Translate Toolkit & Pootle

Tools to help you make your software local

User Tools

Doing stuff with a Pootle log file

It is very difficult to track activity in Pootle. No detailled log of activities is kept.

For example, you cannot ask the log when a certain string was translated, or who translated it. You can't ask the log for a list of strings translated by a certain translator. You can't see which translator reviewed which other translator's suggestions.

At least there is the HTTP log. This log contains POSTs and GETs, and much information can be deduced from this log.

This is my attempt to write some procedures for generating certain statistics from a Pootle log, which may be useful for reporting back to a sponsor or funder.

Lines versus strings

The HTTP log does not keep record of the number of words translator, or indeed of the type of operation performed by the translator.

However, most lines with POST operations indicate places where a translator pressed the “Submit” button. Therefore, the lines with POST can be taken as a good indication of the activity in a certain project, a certain language or by a certain translator.

Another useful piece of information in the HTTP log is record of user name activations. Registrations are not logged, but activations are.

Anatomy of a log file line

The typical log file line consist of the following segments:

  • date
  • time
  • a 3rd field
  • username (eg walterl)
  • a 5th and 6th field
  • the word POST or GET
  • the URL, which usually contains the language name, project name and file name
  • one or two more fields

Initial data extraction

Get all POSTs

Since POST operations indicate most activity, we first grab all lines that contain the word “POST”:

grep POST pootle.log > posties.txt

Most operations are done on the posties.txt file.

Day by day activity

One way to get daily activity from the posties.txt file is to create a file for each day, with all of that day's activity in that file. I'm sure clever scripting can do this, but I just use a long BAT file.

These daily files can then be processed further. One thing that is nice to know is the number of POSTs on a certain day. This can be counted by counting the number of lines in each date file. I use a simple AutoIt script for that.

To use the numlines script, create a file named files.txt that contain the full paths of all the files you want to process (one per line). The output is a text file that contains the name of each file and the number of lines in that file.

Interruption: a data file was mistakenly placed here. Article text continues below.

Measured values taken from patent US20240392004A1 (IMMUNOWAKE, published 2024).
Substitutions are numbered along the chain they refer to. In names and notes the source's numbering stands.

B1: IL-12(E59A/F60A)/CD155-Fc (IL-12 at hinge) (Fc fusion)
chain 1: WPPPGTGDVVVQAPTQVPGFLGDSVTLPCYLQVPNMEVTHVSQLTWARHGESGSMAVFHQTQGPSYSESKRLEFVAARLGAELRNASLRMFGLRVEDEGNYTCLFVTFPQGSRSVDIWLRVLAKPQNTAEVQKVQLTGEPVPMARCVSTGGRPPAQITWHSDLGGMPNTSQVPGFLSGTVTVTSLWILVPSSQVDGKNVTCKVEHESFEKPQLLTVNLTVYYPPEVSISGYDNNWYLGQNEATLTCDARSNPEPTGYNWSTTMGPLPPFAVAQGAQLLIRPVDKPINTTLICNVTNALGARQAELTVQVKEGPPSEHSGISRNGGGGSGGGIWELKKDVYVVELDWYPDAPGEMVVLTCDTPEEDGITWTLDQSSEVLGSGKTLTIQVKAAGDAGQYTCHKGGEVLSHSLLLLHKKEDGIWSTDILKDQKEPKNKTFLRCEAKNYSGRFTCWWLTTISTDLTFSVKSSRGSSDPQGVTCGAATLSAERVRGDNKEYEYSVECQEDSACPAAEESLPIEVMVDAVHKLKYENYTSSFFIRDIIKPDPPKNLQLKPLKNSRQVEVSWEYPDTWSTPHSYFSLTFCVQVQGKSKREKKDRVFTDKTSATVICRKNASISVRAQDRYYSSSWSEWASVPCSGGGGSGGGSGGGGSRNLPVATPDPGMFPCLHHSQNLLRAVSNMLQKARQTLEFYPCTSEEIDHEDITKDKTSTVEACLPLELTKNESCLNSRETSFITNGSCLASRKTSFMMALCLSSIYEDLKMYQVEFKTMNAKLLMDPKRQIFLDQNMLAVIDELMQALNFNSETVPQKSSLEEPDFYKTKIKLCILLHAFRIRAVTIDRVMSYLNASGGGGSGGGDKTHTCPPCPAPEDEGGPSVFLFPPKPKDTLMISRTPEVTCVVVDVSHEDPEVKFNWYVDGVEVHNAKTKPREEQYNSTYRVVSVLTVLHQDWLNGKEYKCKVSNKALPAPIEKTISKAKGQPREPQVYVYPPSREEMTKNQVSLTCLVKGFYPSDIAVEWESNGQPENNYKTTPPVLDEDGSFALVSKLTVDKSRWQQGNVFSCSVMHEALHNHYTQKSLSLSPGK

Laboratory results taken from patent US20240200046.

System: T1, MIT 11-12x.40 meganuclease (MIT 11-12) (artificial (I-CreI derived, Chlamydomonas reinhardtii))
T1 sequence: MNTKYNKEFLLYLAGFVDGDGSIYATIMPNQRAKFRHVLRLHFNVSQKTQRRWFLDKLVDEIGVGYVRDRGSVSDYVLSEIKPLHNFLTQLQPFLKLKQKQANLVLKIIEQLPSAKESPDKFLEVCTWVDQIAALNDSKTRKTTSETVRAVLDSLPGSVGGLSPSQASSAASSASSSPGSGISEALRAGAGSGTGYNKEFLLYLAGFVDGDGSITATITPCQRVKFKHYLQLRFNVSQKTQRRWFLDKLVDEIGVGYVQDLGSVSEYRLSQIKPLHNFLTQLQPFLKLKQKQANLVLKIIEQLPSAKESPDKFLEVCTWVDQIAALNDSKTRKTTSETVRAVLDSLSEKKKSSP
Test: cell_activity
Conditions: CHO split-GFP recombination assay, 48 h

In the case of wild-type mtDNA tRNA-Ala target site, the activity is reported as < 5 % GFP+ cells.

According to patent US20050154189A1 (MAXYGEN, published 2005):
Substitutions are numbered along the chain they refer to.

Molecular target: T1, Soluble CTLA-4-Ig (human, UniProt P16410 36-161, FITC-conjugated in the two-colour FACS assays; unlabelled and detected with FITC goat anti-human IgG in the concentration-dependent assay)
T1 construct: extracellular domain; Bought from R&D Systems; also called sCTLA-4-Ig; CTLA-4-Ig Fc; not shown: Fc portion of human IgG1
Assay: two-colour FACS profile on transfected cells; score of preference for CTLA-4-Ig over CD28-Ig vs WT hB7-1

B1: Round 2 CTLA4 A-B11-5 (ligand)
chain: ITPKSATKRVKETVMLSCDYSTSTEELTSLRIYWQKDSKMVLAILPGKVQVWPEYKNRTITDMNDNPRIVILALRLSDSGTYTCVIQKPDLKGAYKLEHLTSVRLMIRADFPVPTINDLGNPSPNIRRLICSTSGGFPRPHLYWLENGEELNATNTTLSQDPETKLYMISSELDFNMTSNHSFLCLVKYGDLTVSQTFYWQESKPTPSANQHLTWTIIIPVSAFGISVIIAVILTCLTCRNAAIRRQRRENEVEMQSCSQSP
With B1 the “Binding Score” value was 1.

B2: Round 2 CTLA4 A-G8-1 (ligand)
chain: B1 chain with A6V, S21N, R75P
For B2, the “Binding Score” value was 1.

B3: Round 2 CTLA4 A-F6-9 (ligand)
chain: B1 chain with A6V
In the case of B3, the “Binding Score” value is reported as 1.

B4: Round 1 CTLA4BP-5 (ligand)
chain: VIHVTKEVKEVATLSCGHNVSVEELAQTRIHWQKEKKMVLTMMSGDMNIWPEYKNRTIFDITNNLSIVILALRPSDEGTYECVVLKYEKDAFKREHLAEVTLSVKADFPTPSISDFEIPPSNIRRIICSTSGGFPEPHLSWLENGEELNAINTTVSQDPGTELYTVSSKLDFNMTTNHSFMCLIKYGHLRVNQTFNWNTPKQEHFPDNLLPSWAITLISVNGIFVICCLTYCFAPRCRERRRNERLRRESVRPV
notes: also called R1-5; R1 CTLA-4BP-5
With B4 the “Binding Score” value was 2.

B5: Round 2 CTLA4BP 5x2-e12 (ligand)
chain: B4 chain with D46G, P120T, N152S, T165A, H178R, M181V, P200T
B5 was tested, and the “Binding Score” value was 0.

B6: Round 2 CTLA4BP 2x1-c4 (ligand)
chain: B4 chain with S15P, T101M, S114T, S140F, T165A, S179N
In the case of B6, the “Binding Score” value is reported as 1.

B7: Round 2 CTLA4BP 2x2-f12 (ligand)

Activity per user

It is also useful to know what each user has done, and when. The start for such information is to create a file per user with all their lines in the file.

First, get a list of all users. The page yourpootleserver/admin/users.html has that information. Next, open a copy of the posties.txt file and do this find/replace:

find: .1[space]-[space]
replace: .1x-x

Now you can use simple grep, in a BAT file, to grab all lines pertaining to specific users. The BAT file should have the following syntax per line:

grep x-xUserName posties.txt > UserName.txt

And again, use the numlines script to get a report about how many lines were translated per user.

Activity per language

In my case it was useful to split the posties.txt file by language, to see which languages had had little or no activity.

You can get a list of language codes from your Pootle server home page (view source and remove fluff). Language codes appear in the HTTP log between two forward slashes, eg /af/.

And again, use the numlines script to get a report about how many lines were translated per user.

Dates of user activations

In itself, it may seem dull to know when users had activated their accounts, but keep in mind that registrations are not logged, so activations are important.

Grab a file with the activations as follows:

grep activate.html posties > activations.txt

Then run a modified numlines script to get then in cleaner format.